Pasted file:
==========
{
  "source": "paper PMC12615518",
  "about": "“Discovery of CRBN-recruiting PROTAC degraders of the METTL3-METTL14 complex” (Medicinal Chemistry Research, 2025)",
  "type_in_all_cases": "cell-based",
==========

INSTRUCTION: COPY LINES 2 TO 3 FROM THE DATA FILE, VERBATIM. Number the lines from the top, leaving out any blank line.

  "source": "paper PMC12615518",
  "about": "“Discovery of CRBN-recruiting PROTAC degraders of the METTL3-METTL14 complex” (Medicinal Chemistry Research, 2025)",